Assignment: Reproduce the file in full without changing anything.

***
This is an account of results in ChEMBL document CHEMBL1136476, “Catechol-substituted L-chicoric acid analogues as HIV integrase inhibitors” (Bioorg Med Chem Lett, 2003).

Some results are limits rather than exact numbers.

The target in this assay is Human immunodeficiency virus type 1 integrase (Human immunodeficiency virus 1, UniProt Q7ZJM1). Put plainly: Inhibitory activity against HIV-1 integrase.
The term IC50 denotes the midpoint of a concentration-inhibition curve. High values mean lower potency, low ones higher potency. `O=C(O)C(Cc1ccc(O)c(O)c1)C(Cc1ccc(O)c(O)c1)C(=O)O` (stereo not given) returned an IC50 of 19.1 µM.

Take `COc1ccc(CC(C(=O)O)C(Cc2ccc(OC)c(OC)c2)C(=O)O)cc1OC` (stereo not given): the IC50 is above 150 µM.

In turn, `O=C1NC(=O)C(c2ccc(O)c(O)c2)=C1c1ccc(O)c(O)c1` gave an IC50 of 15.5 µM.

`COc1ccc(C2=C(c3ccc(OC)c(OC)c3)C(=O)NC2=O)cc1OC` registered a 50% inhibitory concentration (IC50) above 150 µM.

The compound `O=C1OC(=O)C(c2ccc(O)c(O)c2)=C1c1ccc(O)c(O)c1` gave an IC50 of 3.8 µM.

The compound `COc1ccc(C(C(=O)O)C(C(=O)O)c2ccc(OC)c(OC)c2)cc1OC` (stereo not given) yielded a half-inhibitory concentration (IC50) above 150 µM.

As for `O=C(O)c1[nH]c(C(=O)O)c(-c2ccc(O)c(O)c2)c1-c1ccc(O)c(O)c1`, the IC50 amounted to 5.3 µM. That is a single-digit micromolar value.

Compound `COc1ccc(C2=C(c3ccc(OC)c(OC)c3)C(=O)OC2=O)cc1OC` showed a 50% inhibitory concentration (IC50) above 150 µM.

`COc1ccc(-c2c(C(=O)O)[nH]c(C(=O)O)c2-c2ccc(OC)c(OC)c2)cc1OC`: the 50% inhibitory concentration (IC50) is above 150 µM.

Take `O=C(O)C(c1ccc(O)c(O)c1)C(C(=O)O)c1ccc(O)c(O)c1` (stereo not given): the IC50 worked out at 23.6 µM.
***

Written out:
This is an account of results in ChEMBL document CHEMBL1136476, “Catechol-substituted L-chicoric acid analogues as HIV integrase inhibitors” (Bioorg Med Chem Lett, 2003).

Some results are limits rather than exact numbers.

The target in this assay is Human immunodeficiency virus type 1 integrase (Human immunodeficiency virus 1, UniProt Q7ZJM1). Put plainly: Inhibitory activity against HIV-1 integrase.
The term IC50 denotes the midpoint of a concentration-inhibition curve. High values mean lower potency, low ones higher potency. `O=C(O)C(Cc1ccc(O)c(O)c1)C(Cc1ccc(O)c(O)c1)C(=O)O` (stereo not given) returned an IC50 of 19.1 µM.

Take `COc1ccc(CC(C(=O)O)C(Cc2ccc(OC)c(OC)c2)C(=O)O)cc1OC` (stereo not given): the IC50 is above 150 µM.

In turn, `O=C1NC(=O)C(c2ccc(O)c(O)c2)=C1c1ccc(O)c(O)c1` gave an IC50 of 15.5 µM.

`COc1ccc(C2=C(c3ccc(OC)c(OC)c3)C(=O)NC2=O)cc1OC` registered a 50% inhibitory concentration (IC50) above 150 µM.

The compound `O=C1OC(=O)C(c2ccc(O)c(O)c2)=C1c1ccc(O)c(O)c1` gave an IC50 of 3.8 µM.

The compound `COc1ccc(C(C(=O)O)C(C(=O)O)c2ccc(OC)c(OC)c2)cc1OC` (stereo not given) yielded a half-inhibitory concentration (IC50) above 150 µM.

As for `O=C(O)c1[nH]c(C(=O)O)c(-c2ccc(O)c(O)c2)c1-c1ccc(O)c(O)c1`, the IC50 amounted to 5.3 µM. That is a single-digit micromolar value.

Compound `COc1ccc(C2=C(c3ccc(OC)c(OC)c3)C(=O)OC2=O)cc1OC` showed a 50% inhibitory concentration (IC50) above 150 µM.

`COc1ccc(-c2c(C(=O)O)[nH]c(C(=O)O)c2-c2ccc(OC)c(OC)c2)cc1OC`: the 50% inhibitory concentration (IC50) is above 150 µM.

Take `O=C(O)C(c1ccc(O)c(O)c1)C(C(=O)O)c1ccc(O)c(O)c1` (stereo not given): the IC50 worked out at 23.6 µM.